Other yakuza operations have also taken a hit, Soranews24 reported, noting that many of the members are older and so more at risk of catching coronavirus. As such, some of the groups have suspended end-of-year and New Year gatherings, cancelled drinking parties and avoided in-person work, according to the website. Pictured: Gambling parlours like the one pictured are often run by yakuza [Stock photo]
Japan has maintained a remarkably low death rate since the pandemic began last year, given its population size and density.
Infections also remained low which surprised many observers as Japan had avoided lockdowns seen elsewhere.
Many Japanese opted to stay at home voluntarily and avoided mixing in large groups without being ordered to, helping to reduce the spread of the virus.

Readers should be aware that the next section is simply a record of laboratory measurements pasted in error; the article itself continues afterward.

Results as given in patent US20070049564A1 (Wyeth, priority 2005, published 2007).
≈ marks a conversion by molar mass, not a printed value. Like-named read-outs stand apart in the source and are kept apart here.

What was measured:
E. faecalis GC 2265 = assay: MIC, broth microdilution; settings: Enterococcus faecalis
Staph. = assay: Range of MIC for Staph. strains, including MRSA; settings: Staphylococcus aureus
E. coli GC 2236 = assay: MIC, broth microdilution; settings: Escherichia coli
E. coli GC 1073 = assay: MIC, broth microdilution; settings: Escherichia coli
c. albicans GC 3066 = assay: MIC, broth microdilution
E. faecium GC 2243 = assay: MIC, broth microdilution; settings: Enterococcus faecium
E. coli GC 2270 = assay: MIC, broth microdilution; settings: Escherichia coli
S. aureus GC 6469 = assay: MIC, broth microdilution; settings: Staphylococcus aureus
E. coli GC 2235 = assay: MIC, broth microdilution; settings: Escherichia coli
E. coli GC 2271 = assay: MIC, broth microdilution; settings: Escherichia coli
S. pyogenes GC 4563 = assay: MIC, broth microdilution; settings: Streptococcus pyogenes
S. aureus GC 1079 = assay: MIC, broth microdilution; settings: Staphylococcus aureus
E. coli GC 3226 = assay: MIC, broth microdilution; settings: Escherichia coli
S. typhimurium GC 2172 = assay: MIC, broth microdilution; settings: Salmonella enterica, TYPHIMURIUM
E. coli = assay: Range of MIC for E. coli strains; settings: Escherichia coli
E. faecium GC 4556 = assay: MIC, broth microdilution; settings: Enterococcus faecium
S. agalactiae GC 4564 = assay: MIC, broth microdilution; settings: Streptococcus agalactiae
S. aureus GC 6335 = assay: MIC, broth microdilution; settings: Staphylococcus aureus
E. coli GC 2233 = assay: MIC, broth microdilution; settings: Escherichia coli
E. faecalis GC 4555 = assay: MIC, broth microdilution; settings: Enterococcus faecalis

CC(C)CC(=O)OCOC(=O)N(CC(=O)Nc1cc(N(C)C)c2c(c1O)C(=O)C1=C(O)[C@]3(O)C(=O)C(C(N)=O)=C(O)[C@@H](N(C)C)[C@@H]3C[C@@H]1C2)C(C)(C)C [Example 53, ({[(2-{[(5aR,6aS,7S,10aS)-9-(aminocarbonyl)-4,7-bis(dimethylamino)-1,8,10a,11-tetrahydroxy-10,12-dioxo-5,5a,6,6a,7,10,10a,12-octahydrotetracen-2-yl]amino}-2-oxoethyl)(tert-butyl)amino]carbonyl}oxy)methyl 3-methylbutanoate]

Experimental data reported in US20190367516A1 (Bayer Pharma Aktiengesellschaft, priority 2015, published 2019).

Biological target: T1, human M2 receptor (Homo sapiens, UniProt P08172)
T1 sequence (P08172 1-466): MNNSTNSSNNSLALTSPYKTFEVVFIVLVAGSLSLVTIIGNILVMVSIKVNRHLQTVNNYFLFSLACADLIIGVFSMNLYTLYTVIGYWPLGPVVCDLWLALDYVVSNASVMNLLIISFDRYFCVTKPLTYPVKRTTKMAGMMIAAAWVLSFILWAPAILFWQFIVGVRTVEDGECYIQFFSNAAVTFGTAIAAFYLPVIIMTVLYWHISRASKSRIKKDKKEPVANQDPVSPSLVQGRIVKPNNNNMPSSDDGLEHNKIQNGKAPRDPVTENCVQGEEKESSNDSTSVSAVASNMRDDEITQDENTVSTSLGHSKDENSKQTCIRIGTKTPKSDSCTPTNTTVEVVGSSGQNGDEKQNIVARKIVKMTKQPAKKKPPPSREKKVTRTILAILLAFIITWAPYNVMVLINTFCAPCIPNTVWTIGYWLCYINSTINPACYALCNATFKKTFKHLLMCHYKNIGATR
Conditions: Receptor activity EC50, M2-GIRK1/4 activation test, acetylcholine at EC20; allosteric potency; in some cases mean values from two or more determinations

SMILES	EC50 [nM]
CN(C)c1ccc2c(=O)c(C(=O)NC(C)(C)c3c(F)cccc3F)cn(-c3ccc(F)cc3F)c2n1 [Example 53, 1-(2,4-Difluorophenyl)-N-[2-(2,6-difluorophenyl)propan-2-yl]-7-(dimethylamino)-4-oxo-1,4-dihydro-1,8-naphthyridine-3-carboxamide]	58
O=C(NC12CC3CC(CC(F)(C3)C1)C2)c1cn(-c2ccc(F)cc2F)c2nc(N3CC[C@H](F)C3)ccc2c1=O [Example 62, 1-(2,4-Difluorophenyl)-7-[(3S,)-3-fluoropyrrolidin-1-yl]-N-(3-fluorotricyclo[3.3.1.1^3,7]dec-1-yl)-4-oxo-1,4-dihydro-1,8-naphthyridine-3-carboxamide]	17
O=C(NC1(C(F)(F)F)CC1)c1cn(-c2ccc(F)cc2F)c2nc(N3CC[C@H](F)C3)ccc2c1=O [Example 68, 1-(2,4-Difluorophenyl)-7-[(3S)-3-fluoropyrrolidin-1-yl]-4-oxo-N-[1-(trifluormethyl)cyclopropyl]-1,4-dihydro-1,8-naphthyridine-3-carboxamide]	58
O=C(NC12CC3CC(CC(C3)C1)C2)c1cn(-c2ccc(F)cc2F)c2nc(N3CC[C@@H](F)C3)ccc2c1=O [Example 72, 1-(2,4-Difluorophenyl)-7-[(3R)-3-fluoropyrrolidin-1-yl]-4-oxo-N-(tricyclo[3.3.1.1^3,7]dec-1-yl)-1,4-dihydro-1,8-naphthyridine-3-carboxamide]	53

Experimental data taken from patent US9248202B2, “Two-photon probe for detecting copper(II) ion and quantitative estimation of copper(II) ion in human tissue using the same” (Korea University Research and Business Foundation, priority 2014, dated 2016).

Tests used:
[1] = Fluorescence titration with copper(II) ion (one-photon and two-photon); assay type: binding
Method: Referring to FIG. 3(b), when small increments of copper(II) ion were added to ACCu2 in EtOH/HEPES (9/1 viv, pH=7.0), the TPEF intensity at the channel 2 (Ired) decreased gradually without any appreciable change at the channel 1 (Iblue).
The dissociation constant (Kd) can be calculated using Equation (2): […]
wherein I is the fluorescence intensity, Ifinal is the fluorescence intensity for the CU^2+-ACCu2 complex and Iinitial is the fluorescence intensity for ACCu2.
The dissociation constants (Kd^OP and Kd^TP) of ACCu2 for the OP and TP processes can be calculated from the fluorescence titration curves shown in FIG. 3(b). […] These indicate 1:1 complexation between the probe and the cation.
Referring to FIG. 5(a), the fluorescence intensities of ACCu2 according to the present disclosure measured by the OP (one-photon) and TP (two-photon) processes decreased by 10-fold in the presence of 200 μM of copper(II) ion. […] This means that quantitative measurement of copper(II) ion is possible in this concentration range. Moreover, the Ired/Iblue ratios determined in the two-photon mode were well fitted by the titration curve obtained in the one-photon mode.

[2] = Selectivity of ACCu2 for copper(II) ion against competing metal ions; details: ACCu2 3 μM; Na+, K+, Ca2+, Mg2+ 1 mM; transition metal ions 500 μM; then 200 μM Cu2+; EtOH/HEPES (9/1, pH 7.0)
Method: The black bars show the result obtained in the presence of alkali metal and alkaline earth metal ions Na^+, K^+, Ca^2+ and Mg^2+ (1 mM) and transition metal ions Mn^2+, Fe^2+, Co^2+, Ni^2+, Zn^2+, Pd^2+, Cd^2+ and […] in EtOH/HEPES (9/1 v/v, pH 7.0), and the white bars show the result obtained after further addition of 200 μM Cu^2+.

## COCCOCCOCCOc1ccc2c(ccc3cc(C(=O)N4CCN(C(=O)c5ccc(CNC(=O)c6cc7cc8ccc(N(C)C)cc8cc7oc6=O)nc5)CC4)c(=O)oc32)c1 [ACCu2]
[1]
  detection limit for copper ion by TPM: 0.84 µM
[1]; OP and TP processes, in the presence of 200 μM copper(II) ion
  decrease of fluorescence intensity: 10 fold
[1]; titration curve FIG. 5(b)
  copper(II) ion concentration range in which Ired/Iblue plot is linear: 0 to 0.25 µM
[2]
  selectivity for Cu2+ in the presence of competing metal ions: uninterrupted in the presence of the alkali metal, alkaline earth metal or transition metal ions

The country is currently under a state of emergency following a sharp rise in infections and deaths in December but the restrictions remain significantly looser than those seen elsewhere in the world.
Japan recorded 688 new cases on Monday, adding to the 433,000 reported in the country since the pandemic began. A total of 7,940 people have died from Covid-19 in Japan.
Yakuza: How Japan's mafia blossomed into a multi-billion-dollar criminal organisation
The yakuza are Japan's organised crime syndicates, like the triads in other parts of Asia or the mafia in the West.
While the gang's single origin is widely uncertain, most modern yakuza stem from two classifications that emerged in the mid-Edo period, from 1603 to 1868.
The classifications are tekiya, which involved peddling illicit and stolen goods, and bakuto, which involved those who participated in gambling.
The network hit its peak in the 1960s, when it had more than 180,000 members across Japan.